Who’s Minding The Store?

Posted by

After I got out of the hot tub at 8:30 the one night, I noticed the water level was a little low. Since the hot tub is on the patio, it’s easy to refill right from the outside hose.

So I dutifully trotted over to the hose, dragged it to the hot tub, and started topping it up. It takes a long time for the hot tub to fill, so I left it running and went inside to watch an old movie.

At 10:30 PM, I poked my head outside to call the cat for its dinner. Yikes! The hot tub was over-flowing!

So there I was in my soaking-wet pajamas, bucket in hand, bailing out the hot tub at 10:30 at night. All I can say is thank goodness I live in the countryside; the only ones laughing at my escapades were the skunks and the possums.

I find when I do something really, really stupid, it often has a bigger message. After I dried myself off, I asked myself, “What is this trying to tell me?”

The pattern I found, not just for myself but for a surprisingly large percentage of my clients that week, was that we were all ignoring the basic watch-dogging that needs to happen when you run a business. Things like balancing checkbooks, looking at monthly profit-and-loss statements, reviewing website statistics, planning for marketing campaigns – we were too busy with what was happening “in the moment” to pay attention to business basics.

There’s nothing wrong with being present in the moment. In fact, it’s quite enjoyable to be full present and conscious to what you are doing. As a small business owner, you also need to be paying attention to the future, while simultaneously looking at the bottom line statistics that tell you how you are doing. It’s a lot of hats to juggle, but not paying attention to all these details can be fatal to your business.

So what’s a business owner to do? Find some way to remind yourself of upcoming events and monthly tracking. I created a two-fold system for myself.

  • First, I put a monthly recurring appointment in my Outlook calendar to look at my finances and statistics.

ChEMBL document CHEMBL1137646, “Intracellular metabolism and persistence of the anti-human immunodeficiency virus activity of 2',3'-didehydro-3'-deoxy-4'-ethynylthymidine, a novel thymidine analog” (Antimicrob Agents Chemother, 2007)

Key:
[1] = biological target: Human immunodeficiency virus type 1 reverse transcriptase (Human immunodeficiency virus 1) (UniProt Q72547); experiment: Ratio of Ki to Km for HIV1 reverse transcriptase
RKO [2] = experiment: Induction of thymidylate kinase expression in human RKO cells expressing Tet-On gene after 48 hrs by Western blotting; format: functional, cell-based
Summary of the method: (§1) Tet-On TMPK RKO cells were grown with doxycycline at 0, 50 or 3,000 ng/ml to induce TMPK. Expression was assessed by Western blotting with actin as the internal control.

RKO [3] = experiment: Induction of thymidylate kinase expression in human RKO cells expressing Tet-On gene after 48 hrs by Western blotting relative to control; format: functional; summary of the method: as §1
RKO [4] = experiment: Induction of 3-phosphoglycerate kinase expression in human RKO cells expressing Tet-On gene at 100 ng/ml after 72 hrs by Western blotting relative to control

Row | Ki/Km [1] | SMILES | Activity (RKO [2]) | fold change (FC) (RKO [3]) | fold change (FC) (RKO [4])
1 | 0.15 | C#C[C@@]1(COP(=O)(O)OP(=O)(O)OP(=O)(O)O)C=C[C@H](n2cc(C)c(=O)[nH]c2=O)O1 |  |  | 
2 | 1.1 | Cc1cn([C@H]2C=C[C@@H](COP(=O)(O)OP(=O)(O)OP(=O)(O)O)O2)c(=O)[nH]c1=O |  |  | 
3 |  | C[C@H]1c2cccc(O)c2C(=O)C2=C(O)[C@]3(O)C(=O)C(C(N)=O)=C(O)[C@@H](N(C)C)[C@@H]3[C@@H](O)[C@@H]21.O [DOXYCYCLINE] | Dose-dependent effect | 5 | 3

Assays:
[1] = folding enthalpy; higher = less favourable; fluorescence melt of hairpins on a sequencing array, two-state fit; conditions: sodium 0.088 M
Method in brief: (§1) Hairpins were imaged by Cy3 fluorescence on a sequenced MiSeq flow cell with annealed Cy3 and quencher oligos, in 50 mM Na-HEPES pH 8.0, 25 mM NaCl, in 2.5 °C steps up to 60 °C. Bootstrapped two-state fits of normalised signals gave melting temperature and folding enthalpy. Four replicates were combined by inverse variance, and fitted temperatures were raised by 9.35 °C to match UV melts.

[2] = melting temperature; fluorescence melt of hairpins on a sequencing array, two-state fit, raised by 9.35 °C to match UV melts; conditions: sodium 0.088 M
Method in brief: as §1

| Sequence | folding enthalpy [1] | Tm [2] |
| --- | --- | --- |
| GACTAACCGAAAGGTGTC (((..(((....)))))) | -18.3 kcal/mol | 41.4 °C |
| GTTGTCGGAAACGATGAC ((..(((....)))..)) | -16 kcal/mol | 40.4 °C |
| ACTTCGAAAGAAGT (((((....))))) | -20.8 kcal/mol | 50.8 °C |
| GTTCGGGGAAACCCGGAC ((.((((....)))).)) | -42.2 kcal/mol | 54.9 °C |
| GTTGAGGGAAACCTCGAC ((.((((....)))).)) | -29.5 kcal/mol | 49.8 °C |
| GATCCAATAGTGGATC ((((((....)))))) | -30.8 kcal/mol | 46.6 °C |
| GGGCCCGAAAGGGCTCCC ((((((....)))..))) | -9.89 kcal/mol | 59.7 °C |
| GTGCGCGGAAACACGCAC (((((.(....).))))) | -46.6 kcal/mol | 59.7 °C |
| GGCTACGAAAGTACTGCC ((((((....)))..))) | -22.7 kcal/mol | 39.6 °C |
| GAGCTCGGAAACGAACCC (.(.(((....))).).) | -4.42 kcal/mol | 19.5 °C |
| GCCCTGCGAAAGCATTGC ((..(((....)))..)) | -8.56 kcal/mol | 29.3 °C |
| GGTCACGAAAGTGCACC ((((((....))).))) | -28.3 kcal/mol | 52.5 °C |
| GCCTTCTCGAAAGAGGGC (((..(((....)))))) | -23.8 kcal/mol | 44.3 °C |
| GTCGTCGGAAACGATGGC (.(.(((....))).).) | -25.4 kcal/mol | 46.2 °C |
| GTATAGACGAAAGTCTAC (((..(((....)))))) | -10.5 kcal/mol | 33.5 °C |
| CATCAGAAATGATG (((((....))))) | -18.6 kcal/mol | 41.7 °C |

• Second, I write out all the steps to a project, from concept creation to marketing, and keep that checklist handy so that bits of the project don’t get lost in the zeal of creation.

I also share this project plan with my team so that they can help keep me on track.

Don’t wait until you spring a leak to discover that you aren’t paying attention to all the details. Write them down and refer to your list often so that you can stay on top of things.

And never leave a hose running into a hot tub. It’s a sure-fire setup to a night of bailing out water!

Comments Off on Who’s Minding The Store? for now



Category: Business Strategy & Planning
Tags: , , , ,

The Imposter Syndrome

Posted by


Do you feel like a fake? Are you waiting for the day that someone will discover that all your success was brought about by luck?

You’re not alone.

According to this article in Inc. Magazine, as many as 70% of all people feel like a fake at some time. Back in the 1970’s, psychologists studied this phenomenon, dubbed “The Imposter Syndrome.”

The Imposter Syndrome is divided into three sub-categories:

  • Feeling like a fake
  • Attributing success to luck
  • Discounting and downplaying success

And it isn’t just new entrepreneurs that feel this way. According to this article from CalTech, it’s the high-achievers and the already-successful who suffer the most. The CalTech article goes on to discuss ways you can overcome your Imposter Feelings.

This topic came up recently at one of my mastermind group meetings. A mastermind participant, a highly-successful and sought-after author and entrepreneur, said she was just waiting for someone to discover that she didn’t know anything, really, about her topic because she didn’t have a Ph.D. (although she’s written three books on the topic, has studied it for over 10 years, has major sponsorship endorsements from large corporations, and an education and product line to go along with the books). Her worst fear: that some interviewer will ask, “Who are YOU to write about this topic??”